Rick Gates charged in Mueller's Russia probe
Gates and Manafort have been indicted by a federal grand jury and charged with 12 counts, including: conspiracy against the U.S., conspiracy to launder money, false statements, unregistered agent of a foreign principal, and multiple counts of failure to file reports of foreign bank and financial accounts, according to a Special Counsel Office spokesman.
Gates pleaded not guilty Monday afternoon, and a $5 million bond was set. He agreed to home detention.
Who is Rick Gates?
Gates is a protégée of Manafort, a June New York Times report said.
Gates, too, worked for the Trump campaign – and outlasted Manafort. Like Manafort, Gates helped wrangle delegates at the high-stakes 2016 Republican National Convention.
The one-time deputy campaign manager also helped start the nonprofit Americas First Policies, created to help advance the White House’s agenda. But Gates eventually left the group, reportedly due to his ties to Manafort.
But even after leaving the nonprofit, Gates still visited the White House multiple times, the Daily Beast reported earlier this year. The publication added that Gates is disliked by Trump.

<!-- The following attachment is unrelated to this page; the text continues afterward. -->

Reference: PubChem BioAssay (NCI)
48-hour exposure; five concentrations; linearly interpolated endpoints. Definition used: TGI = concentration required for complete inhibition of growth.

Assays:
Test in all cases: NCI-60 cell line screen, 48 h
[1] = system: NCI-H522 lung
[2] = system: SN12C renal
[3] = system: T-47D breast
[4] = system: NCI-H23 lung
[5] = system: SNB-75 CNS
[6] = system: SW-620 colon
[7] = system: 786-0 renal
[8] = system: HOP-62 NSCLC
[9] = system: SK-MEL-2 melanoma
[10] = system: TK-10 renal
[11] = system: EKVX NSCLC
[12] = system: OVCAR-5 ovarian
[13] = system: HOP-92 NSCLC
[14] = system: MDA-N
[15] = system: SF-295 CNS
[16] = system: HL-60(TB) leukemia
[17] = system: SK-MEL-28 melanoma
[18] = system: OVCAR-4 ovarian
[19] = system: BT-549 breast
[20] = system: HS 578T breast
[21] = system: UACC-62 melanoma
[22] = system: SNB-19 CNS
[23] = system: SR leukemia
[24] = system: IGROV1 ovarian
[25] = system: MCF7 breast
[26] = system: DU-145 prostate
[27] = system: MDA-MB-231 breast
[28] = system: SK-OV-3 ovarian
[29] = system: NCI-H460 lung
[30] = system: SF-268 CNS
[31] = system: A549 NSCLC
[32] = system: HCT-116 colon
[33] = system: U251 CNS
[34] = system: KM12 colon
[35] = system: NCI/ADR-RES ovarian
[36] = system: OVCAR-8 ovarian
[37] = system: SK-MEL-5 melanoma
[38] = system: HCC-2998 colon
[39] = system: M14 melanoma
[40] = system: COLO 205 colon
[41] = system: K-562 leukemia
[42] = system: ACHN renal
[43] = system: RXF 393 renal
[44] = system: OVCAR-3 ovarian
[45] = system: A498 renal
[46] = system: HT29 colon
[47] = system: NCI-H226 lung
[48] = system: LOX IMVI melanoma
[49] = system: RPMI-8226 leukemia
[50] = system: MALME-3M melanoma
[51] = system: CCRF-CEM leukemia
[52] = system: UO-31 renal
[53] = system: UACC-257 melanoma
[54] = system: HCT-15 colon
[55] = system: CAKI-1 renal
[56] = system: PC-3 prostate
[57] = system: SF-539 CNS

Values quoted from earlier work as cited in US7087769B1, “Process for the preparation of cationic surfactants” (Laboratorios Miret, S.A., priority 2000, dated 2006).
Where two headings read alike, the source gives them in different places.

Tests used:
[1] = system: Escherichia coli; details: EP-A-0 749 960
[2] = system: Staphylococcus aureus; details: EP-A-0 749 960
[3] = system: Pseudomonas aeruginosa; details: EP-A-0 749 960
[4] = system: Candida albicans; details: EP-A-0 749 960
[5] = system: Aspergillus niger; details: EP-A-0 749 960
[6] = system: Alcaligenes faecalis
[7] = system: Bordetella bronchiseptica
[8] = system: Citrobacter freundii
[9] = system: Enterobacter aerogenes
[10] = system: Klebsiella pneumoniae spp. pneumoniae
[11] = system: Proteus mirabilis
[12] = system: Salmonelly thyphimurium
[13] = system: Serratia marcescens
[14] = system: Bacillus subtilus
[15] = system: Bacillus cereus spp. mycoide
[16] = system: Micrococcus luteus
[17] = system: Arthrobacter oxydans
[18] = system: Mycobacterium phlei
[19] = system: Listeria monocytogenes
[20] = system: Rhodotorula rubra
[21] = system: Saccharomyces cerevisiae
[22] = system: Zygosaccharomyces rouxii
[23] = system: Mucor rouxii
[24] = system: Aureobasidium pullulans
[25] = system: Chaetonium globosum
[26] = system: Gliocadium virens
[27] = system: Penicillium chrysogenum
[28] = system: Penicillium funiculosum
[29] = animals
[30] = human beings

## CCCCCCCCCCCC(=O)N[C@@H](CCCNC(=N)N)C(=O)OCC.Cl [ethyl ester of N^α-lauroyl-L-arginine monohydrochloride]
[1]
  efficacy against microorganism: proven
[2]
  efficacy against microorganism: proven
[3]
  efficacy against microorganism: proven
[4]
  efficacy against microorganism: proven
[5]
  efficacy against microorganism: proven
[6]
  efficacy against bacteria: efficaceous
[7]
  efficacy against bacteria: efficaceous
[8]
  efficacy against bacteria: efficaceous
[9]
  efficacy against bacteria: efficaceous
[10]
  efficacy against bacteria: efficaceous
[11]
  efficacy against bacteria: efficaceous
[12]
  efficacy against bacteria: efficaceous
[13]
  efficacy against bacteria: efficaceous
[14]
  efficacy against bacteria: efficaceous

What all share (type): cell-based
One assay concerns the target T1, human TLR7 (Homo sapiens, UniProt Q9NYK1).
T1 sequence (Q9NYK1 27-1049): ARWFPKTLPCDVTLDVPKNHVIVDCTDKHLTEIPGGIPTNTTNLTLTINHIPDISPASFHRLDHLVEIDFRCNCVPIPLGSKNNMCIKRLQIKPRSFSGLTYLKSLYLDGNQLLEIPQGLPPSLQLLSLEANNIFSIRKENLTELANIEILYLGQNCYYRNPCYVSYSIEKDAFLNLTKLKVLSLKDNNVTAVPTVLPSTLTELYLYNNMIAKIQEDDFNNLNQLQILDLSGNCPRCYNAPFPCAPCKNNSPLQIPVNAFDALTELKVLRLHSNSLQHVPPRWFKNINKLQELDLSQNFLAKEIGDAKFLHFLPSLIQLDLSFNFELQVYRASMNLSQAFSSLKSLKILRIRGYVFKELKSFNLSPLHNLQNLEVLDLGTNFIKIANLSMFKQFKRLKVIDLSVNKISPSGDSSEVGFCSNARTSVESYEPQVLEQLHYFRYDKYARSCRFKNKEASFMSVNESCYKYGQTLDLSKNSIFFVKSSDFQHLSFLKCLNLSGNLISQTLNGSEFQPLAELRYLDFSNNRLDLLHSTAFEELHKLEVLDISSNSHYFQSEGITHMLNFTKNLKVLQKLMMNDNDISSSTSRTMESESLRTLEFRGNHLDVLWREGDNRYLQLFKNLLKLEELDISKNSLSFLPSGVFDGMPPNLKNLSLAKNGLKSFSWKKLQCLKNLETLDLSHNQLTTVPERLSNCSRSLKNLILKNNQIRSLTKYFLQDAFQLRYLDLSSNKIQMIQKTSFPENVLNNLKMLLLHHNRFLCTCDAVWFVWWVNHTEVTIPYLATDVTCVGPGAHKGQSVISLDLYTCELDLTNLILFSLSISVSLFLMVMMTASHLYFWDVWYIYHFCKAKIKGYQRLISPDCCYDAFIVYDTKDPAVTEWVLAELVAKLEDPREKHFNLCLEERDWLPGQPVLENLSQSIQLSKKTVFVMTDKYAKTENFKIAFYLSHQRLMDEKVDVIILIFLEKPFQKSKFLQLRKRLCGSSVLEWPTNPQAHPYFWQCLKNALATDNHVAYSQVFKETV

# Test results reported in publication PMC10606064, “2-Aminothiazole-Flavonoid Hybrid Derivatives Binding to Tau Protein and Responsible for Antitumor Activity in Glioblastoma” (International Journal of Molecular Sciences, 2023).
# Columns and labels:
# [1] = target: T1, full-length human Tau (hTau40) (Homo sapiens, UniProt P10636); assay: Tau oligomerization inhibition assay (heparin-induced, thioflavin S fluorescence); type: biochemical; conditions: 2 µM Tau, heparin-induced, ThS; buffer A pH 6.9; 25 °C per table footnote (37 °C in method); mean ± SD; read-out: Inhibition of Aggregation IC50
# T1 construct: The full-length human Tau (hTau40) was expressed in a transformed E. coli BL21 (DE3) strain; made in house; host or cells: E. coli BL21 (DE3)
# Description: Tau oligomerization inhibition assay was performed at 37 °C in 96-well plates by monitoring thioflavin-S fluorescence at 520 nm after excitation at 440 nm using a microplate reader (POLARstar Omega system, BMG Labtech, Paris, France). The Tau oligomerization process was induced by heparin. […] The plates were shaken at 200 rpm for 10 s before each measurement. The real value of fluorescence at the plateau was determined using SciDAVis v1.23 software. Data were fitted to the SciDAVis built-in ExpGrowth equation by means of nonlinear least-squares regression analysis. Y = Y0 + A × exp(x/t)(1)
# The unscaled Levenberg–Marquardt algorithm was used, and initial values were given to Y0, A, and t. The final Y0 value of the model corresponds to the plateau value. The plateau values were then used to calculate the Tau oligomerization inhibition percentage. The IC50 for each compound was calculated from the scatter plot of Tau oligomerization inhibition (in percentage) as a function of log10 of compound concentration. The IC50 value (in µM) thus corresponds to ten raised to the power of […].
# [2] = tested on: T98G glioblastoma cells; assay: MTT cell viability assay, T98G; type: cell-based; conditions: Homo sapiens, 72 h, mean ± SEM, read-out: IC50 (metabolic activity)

As of two weeks ago, Gates was still working for Tom Barrack, a Trump confidant, helping with the closeout of the inauguration committee's campaign account, according to the Associated Press.
How is he connected to the Russia investigation?
During Manafort’s work with Ukraine, Gates would fly to Moscow to take meetings with Russian billionaire Oleg Deripaska, the New York Times reported. And Gates’ name has appeared on documents linked to companies that Manafort’s firm has set up to receive payments in Eastern Europe, according to the newspaper.
“Everything was done legally and with the approval of our lawyers,” Gates has told the New York Times. “Nothing to my knowledge was ever done inappropriately.”
Gates was also involved in a 2011 Ukranian racketeering lawsuit that also named Manafort.
Gates pleaded not guilty to all charges on Monday.
"He welcomes the opportunity to confront these charges in court," Glenn Selig, a spokesman for Gates, told Fox News.
"This fight is just beginning," Selig added.